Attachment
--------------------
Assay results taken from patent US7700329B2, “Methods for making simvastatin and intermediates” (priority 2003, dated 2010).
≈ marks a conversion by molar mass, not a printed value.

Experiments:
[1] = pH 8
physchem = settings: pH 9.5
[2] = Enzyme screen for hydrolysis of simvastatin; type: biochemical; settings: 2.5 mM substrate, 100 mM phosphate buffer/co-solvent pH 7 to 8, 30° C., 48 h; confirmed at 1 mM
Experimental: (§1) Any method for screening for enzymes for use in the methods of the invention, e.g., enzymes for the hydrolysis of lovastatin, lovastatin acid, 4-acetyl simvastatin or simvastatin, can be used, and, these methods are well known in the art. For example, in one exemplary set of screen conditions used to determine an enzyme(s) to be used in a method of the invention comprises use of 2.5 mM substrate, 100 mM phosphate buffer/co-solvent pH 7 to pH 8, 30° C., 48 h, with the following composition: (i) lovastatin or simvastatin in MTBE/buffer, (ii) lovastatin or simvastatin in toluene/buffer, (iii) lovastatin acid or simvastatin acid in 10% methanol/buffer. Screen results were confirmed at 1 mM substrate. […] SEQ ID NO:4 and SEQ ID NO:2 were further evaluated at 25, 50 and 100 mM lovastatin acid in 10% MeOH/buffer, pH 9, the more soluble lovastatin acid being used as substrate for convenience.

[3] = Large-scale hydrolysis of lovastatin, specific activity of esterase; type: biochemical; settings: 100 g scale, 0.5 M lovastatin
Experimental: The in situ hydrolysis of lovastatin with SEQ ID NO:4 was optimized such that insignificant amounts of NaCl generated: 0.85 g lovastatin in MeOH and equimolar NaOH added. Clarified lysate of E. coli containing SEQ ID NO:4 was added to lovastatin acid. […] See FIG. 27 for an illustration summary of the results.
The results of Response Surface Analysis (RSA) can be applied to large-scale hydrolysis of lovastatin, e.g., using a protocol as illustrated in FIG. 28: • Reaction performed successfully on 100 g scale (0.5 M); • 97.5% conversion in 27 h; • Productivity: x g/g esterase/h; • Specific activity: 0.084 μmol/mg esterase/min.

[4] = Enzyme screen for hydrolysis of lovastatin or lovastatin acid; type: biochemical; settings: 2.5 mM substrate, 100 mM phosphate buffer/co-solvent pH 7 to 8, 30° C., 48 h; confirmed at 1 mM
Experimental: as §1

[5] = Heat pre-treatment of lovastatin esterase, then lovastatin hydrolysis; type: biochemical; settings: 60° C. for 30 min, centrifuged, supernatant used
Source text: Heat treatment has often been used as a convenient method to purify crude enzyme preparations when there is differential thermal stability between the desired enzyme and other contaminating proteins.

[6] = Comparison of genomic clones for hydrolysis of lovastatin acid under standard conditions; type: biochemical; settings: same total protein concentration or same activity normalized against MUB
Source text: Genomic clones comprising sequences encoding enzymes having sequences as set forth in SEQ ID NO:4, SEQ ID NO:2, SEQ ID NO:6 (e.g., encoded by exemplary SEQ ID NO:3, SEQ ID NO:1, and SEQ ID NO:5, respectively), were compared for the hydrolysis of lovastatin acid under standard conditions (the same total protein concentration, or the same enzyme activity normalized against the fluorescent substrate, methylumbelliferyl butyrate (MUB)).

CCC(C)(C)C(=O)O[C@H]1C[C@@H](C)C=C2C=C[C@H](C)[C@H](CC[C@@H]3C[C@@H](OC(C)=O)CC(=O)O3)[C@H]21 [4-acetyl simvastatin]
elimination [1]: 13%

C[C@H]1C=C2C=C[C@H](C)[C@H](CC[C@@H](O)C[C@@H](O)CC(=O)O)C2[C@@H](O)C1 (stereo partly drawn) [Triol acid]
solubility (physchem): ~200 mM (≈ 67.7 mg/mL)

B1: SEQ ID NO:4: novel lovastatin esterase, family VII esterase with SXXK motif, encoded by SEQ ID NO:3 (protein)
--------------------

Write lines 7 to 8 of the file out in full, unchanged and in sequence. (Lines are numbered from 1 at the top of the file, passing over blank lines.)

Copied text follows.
Experimental: (§1) Any method for screening for enzymes for use in the methods of the invention, e.g., enzymes for the hydrolysis of lovastatin, lovastatin acid, 4-acetyl simvastatin or simvastatin, can be used, and, these methods are well known in the art. For example, in one exemplary set of screen conditions used to determine an enzyme(s) to be used in a method of the invention comprises use of 2.5 mM substrate, 100 mM phosphate buffer/co-solvent pH 7 to pH 8, 30° C., 48 h, with the following composition: (i) lovastatin or simvastatin in MTBE/buffer, (ii) lovastatin or simvastatin in toluene/buffer, (iii) lovastatin acid or simvastatin acid in 10% methanol/buffer. Screen results were confirmed at 1 mM substrate. […] SEQ ID NO:4 and SEQ ID NO:2 were further evaluated at 25, 50 and 100 mM lovastatin acid in 10% MeOH/buffer, pH 9, the more soluble lovastatin acid being used as substrate for convenience.

[3] = Large-scale hydrolysis of lovastatin, specific activity of esterase; type: biochemical; settings: 100 g scale, 0.5 M lovastatin